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Issue 36
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Colloquialism and poetry in Lebanon
Issue 36

Atif Attiyah

Researchers disagree on the definitions for colloquial language and vernacular poetry; they call this genre of literature by different names. Some call it ‘zajal’, which includes various forms of poetry such as the colloquial. Others believe that vernacular poetry is in the Lebanese dialect. Some tend to define zajal as orally narrated poetry, and they describe poetry in the colloquial Lebanese dialect that follows the norms of classical poetry as ‘colloquial poetry’.

Regardless, zajal is a type of Arabic oral poetry accompanied by gestures, whether or not the poetry is written or recorded. This poetry features a distinct colloquial variety of language (dialect), which varies from one community to another. Its rhythm and metre depend on the number of lines in each stanza and the number of harmonious rhymes in each line. Zajal must follow a number of Arabic metre schemes such as Al Ssari’, Al Rajz and Al Kamil.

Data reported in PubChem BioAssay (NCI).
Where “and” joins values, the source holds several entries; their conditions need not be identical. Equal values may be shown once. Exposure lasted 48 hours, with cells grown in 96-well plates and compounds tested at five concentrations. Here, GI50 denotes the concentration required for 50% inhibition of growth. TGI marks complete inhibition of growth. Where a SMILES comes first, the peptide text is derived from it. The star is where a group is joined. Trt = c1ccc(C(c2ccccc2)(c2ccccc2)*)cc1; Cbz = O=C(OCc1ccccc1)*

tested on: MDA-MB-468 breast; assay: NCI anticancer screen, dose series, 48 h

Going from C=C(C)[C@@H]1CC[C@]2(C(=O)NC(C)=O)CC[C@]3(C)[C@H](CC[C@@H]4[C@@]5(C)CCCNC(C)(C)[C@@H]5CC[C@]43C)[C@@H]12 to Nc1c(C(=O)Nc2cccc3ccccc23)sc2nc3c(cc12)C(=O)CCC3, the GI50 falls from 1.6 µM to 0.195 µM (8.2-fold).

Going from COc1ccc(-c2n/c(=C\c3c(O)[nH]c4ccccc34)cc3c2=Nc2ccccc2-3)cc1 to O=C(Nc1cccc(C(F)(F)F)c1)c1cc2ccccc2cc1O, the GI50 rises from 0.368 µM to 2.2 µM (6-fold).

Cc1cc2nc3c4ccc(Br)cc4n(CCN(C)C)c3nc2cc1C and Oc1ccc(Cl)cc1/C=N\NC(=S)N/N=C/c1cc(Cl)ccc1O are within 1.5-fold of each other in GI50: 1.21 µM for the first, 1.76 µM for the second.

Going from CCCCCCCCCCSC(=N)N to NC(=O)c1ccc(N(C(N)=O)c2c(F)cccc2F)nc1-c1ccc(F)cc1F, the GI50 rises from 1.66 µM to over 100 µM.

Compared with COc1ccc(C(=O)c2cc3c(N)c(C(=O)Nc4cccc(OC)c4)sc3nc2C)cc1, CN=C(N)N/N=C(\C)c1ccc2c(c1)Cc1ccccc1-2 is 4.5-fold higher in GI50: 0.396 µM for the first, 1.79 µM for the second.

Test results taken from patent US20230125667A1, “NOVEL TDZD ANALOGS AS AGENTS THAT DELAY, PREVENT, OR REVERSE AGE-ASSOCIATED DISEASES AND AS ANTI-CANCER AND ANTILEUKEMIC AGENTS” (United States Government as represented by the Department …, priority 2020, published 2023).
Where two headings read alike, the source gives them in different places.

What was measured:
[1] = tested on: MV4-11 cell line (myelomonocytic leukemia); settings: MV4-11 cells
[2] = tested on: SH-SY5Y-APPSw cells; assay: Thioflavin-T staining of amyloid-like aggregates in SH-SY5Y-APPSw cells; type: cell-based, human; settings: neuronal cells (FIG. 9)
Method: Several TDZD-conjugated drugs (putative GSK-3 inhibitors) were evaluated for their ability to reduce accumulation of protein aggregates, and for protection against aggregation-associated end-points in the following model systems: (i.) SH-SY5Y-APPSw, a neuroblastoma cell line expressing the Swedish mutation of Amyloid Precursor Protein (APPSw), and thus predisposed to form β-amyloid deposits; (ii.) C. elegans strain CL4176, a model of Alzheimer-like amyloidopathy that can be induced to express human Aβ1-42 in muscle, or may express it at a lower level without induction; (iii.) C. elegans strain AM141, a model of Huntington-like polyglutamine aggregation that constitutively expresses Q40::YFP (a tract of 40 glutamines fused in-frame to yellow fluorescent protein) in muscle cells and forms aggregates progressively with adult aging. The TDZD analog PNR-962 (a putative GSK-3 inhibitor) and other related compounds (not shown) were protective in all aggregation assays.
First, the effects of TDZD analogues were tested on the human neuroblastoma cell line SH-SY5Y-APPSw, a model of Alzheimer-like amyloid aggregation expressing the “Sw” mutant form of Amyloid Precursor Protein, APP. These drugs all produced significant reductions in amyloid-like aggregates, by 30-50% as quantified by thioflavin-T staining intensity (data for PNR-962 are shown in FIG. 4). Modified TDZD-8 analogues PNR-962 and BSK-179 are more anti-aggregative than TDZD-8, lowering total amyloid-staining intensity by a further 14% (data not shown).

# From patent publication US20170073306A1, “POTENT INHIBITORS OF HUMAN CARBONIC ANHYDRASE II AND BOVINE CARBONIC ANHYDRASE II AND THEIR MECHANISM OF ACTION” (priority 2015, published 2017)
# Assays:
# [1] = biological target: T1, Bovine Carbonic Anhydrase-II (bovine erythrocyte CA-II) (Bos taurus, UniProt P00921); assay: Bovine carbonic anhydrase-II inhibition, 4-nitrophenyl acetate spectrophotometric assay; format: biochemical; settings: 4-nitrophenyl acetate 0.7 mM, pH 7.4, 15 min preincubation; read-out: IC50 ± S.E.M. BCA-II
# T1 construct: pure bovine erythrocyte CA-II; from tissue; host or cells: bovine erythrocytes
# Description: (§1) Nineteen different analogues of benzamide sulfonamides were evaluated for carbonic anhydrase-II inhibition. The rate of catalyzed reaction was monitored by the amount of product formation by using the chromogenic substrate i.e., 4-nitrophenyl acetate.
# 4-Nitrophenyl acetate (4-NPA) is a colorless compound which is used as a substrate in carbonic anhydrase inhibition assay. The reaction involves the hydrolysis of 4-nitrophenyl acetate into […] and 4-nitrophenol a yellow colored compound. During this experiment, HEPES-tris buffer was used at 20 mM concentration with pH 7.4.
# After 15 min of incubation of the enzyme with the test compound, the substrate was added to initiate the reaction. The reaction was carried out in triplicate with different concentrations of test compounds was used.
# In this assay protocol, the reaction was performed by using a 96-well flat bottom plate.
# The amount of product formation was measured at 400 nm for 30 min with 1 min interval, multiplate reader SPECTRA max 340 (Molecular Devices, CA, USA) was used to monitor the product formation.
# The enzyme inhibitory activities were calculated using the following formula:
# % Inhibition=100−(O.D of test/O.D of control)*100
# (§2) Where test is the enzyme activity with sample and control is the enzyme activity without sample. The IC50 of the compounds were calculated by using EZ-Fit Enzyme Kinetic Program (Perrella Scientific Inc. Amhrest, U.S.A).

Zajal follows certain poetic and rhetoric standards that differ from those of classical poetry. 
Although Zajal is distinct from classical and colloquial poetry, they share the same literary imagery because they all stem from the legacy of Arabic poetry. However, classical poets seem to be more eloquent.

On the other hand, there are those who claim that Zajal’s connection to their local dialect and surroundings offers richer imagery.
Zajal poets are valued highly in their own communities; some are even more valued than renowned classical poets.

In all its forms, Zajal differs, in one way or another, from colloquial poetry. Colloquial poetry is more akin to classical poetry in terms of its structure, rhyme, concepts and poetic imagery.